Ronna Ford, Democratic candidate for Missouri’s 129th District Representative, welcomed attendees to the Oct. 16 Dallas County Democrats “Meet the Candidates” barbecue fundraiser.
“I’m glad to see so many people supporting the Dallas County Democrats. These are good people doing good things,” Ford said.
Ford noted that in the last election, county Democratic votes increased. She encouraged people to keep the ball moving. Ford’s number one goal was to defeat “Right to Work,” which was voted down in the August primary election. Her next goals include supporting Proposition B to raise the state minimum wage.
“I saw poverty up close and personal when I was a teacher,” Ford said. She noted right now Prop B has more support than Right to Work had opposition before its vote.
Amendment 1 would limit campaign contributions, limit lobbyist contributions to elected officials and hire a state demographer to redistrict the state. It is not in the citizens’ best interest for leaders to be bought, she said. Amendment 1 would also close the “revolving door” between special interest groups and elected officials. There would be a two-year waiting period between finishing a term and working for an interest group.
A state-hired demographer would draw new district lines for compactness and contingency, Ford said. It would be in accordance to the Voting Rights Act.
Ford’s final goal is to save Claire McCaskill’s U.S. Senate seat.
“Claire is not always as left as some of us want, but she’s much better than the alternative,” Ford said. Ford encouraged voters to elect people who are friendly to working people. One of those people is Renee Hoagenson, she said.
Hoagenson, Democratic candidate for Missouri District 4 U.S. Representative, told an attentive crowd their voice is what she will carry to D.C. Her goal is to represent constituents, even if it means staying all night to talk and answer questions.
Hoagenson was born in St. Clair to a family of farmers, ranchers and union folks, she said. At 6 years old, her family moved to Warrensburg. For the last 15 years, Hoagenson has been a small business owner. She both operated the Sedalia Showcase and ran for office for 11 months, until she sold the magazine in February to focus on her campaign, she said.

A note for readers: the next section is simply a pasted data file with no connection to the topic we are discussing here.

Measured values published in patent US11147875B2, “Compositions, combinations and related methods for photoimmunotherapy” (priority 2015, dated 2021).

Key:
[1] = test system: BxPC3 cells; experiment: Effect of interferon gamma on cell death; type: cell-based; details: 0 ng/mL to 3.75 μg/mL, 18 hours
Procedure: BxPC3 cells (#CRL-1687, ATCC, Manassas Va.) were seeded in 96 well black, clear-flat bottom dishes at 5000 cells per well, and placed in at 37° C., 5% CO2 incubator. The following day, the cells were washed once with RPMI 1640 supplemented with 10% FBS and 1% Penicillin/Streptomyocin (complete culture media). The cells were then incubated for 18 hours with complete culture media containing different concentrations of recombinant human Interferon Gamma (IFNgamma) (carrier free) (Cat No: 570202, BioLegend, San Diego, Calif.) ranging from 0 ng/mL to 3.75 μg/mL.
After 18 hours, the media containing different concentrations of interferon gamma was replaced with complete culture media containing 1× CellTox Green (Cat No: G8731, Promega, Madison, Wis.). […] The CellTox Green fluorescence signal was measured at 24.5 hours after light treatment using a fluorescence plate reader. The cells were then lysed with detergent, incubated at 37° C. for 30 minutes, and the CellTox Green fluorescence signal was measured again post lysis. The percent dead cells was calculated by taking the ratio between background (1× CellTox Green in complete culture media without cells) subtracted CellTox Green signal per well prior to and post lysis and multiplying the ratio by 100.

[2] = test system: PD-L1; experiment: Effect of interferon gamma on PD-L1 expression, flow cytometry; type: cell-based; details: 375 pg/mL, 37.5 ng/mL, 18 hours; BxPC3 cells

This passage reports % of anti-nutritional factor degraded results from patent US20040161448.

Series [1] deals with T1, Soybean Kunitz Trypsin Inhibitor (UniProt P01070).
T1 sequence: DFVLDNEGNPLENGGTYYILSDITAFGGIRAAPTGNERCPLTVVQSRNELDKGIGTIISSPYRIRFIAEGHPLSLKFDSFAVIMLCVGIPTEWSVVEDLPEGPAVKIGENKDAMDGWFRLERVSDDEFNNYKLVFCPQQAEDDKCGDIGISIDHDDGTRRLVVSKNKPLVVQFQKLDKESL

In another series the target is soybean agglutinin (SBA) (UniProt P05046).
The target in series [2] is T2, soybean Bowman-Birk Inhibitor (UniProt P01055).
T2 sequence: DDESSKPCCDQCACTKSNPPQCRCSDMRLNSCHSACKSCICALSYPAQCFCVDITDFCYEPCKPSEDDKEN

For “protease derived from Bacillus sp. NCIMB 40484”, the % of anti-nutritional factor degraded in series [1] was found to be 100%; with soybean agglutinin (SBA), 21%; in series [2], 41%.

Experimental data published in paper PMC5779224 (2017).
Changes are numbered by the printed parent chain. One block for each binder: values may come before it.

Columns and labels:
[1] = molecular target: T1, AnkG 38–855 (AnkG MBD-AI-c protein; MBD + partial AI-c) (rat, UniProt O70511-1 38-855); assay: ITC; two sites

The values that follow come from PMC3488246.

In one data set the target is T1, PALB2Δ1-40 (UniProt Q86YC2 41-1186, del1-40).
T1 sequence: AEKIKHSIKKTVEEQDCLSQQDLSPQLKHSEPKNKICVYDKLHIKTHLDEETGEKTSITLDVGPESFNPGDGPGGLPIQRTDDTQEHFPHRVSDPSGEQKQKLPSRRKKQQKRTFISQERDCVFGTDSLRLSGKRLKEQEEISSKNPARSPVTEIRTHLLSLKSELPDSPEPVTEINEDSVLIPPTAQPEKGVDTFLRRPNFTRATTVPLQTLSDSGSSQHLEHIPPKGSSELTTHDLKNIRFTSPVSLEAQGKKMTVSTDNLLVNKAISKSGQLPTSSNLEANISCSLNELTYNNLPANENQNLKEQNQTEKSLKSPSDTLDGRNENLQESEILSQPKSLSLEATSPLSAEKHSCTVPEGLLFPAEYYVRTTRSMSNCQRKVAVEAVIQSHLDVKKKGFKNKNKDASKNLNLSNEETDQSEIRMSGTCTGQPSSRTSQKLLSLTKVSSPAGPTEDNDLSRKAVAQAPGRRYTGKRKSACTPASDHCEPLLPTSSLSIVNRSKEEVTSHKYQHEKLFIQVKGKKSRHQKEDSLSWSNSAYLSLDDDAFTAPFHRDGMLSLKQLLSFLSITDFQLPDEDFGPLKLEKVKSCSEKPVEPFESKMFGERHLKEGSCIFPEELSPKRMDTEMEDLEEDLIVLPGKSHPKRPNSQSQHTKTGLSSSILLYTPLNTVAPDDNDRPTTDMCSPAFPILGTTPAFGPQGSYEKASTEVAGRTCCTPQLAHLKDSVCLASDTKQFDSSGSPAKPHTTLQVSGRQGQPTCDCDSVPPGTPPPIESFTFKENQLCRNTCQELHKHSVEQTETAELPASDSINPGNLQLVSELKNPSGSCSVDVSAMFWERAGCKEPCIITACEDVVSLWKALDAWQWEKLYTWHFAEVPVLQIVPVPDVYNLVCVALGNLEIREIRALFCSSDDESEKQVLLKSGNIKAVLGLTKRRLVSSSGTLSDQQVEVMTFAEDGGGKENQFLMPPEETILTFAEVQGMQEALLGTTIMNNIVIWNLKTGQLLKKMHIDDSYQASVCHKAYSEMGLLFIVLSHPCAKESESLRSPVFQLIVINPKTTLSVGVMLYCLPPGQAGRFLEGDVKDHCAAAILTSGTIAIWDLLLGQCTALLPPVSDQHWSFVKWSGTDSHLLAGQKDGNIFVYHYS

From her “underdog” position, Hoagenson raised $400,000 in small donations, with the average donation being only $85. Hoagenson sold her first two businesses in the middle of last decade’s recession.
“It was bad market timing. It left my family financially decimated,” Hoagenson said. “I was scared of not having enough money to pay the bills.”
As someone who was financially insecure and emerged from it, Hoagenson began to wonder what it would be like for those who remain financially insecure. Those people work more than 40 hours just to be above the poverty level, she said.
“Family values are not instilled in the next generation when parents are always working. We trap people in poverty, then shame them for it,” Hoagenson said. A catastrophic health care event could force many people into bankruptcy, she said.
As residents of one of the wealthiest countries in the world, Hoagenson said it is immoral to ask at what point health is unaffordable. While raising wages to support basic human dignity, Hoagenson plans to support small businesses. She also supports the idea of “Medicare for all” tax-funded health care. People who have insurance spend about a quarter of their take home pay on health care. Without that expense, 25 percent of people’s income will be back in their pockets and back in the local economy, Hoagenson said.
Public education should be fully funded, with teachers earning a living wage and maintaining a five-day school week. The government needs to honor commitments to veterans. Her political housecleaning includes the areas of campaign finance, lobbying and redistricting. Those areas will help “fix the foundation for families,” she said. H
Having conversations with friends and neighbors will help break down the harmful sports team mentality in politics, she said. Hoagenson aims to serve and invest in the people. Hoagenson has tried to organize a debate with her incumbent opponent, Rep. Vicky Hartzler, but it has been to no avail, she said.